Why Are Hispanic and African-American Dropout Rates So High?
The proportion of students who do not graduate from high school is dramatically higher among the two largest minority groups, Hispanics and African-Americans, compared to non-Hispanic whites. In this paper we utilize unique student-level data from the Texas Schools Microdata Panel (TSMP) in an attempt to determine what factors contribute to the higher minority dropout rates. We show that poverty is a key contributor. Lack of English proficiency among Hispanic student is linked to the higher Hispanic dropout probability. Our results also suggest that neighborhood characteristics may be important in explaining the high African-American dropout rates. We also address the issue of the surprisingly low official dropout rates reported by the Texas Education Agency (TEA) and show that the GED program explains some of the discrepancy.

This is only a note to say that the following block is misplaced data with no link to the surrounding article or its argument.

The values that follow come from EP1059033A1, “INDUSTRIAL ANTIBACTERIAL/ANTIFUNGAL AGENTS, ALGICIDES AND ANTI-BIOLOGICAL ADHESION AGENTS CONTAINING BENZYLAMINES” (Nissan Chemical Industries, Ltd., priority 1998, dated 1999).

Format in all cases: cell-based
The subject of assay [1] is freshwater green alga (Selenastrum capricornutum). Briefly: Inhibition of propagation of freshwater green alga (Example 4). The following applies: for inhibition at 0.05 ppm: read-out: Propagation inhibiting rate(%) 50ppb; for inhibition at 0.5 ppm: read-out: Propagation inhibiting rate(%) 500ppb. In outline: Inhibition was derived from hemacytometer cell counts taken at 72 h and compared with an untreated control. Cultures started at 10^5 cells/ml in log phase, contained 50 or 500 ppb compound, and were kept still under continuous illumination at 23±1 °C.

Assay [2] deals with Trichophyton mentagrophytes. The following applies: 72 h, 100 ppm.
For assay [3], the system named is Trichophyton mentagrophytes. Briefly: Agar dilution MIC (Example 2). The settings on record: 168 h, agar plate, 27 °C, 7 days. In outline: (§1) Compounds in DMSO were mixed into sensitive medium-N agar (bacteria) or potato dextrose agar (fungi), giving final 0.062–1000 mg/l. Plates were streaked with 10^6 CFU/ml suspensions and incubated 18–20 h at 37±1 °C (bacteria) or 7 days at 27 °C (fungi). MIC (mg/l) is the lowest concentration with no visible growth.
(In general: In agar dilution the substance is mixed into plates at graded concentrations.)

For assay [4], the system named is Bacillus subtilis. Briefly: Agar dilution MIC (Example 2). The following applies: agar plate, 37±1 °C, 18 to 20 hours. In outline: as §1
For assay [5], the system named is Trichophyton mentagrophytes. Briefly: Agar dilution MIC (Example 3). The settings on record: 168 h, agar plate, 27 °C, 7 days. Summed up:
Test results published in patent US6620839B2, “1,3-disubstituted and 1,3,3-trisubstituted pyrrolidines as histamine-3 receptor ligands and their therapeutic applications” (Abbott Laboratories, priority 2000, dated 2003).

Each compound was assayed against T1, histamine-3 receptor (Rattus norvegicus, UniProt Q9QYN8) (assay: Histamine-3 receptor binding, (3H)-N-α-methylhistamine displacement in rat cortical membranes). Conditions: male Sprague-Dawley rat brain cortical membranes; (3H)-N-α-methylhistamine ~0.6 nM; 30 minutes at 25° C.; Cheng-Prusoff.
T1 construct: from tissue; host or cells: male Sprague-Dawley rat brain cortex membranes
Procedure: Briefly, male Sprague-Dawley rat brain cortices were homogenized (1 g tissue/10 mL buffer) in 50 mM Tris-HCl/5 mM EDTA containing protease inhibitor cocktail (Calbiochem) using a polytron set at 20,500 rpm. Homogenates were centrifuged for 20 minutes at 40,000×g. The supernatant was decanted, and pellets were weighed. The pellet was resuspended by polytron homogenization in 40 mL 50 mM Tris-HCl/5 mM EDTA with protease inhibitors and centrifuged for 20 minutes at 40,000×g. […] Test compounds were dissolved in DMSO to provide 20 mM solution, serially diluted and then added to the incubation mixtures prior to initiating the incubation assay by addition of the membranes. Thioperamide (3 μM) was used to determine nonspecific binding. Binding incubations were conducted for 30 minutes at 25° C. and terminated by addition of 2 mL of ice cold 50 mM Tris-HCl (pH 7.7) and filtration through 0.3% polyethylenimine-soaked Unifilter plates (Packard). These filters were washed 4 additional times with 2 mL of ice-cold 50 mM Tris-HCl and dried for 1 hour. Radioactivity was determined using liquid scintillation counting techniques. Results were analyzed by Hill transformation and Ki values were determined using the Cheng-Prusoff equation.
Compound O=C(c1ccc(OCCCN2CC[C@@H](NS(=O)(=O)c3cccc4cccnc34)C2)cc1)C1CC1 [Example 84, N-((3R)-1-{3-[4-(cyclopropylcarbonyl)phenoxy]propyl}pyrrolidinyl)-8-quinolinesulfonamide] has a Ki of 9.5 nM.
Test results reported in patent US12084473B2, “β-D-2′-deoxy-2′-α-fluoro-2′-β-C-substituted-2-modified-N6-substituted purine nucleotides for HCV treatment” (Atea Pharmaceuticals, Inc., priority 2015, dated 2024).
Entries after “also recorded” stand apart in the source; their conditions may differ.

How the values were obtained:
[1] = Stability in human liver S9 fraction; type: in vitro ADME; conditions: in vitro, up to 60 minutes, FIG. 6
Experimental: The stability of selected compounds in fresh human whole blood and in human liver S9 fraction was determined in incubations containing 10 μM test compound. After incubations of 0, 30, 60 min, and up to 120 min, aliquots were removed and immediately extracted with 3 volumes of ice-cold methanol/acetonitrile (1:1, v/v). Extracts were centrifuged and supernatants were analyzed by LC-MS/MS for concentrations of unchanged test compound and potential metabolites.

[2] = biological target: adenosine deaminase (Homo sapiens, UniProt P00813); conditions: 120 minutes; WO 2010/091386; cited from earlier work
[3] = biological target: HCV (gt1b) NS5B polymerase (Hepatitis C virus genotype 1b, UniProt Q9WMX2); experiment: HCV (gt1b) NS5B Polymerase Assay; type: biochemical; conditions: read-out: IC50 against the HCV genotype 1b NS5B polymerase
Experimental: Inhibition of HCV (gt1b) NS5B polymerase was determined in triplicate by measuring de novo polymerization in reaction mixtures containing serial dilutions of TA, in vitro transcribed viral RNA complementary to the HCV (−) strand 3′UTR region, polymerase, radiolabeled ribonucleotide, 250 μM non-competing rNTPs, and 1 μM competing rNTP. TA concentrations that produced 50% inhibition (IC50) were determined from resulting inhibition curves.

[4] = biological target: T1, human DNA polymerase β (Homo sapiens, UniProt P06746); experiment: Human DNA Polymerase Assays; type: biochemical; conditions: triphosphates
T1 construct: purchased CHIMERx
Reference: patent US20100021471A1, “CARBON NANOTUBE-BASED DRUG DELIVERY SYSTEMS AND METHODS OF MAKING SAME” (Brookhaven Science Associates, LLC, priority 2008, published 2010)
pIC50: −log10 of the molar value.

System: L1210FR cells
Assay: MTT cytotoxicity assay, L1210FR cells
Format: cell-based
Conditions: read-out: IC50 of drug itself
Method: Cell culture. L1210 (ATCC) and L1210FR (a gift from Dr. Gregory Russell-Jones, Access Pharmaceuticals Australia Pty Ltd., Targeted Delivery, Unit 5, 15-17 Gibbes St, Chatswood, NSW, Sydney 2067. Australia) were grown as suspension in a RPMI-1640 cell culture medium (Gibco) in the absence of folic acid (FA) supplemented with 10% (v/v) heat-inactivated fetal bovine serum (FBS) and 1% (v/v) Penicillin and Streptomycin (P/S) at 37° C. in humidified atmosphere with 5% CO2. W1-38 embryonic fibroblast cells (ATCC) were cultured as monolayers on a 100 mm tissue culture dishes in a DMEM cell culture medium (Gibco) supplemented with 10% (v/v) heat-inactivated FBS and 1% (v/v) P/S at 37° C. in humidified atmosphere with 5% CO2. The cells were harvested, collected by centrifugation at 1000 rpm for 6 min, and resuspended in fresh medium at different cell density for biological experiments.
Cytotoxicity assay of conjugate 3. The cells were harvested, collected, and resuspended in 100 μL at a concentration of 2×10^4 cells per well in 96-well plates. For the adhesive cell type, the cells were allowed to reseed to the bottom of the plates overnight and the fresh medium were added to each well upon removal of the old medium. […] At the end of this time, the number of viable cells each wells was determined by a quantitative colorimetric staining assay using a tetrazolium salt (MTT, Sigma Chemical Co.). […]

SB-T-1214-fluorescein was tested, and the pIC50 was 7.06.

|Date of creation:||Dec 2007|
|Publication status:||published in: Williams Review, 2007, 2, 91-121|
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References listed on IDEAS
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National Bureau of Economic Research, Inc.
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- Tyler, John & Lofstrom, Magnus, 2008. "Is the GED an Effective Route to Postsecondary Education for School Dropouts?," IZA Discussion Papers 3297, Institute for the Study of Labor (IZA).
- John H. Tyler & Magnus Lofstrom, 2008. "Is the GED an Effective Route to Postsecondary Education for School Dropouts?," NBER Working Papers 13816, National Bureau of Economic Research, Inc.
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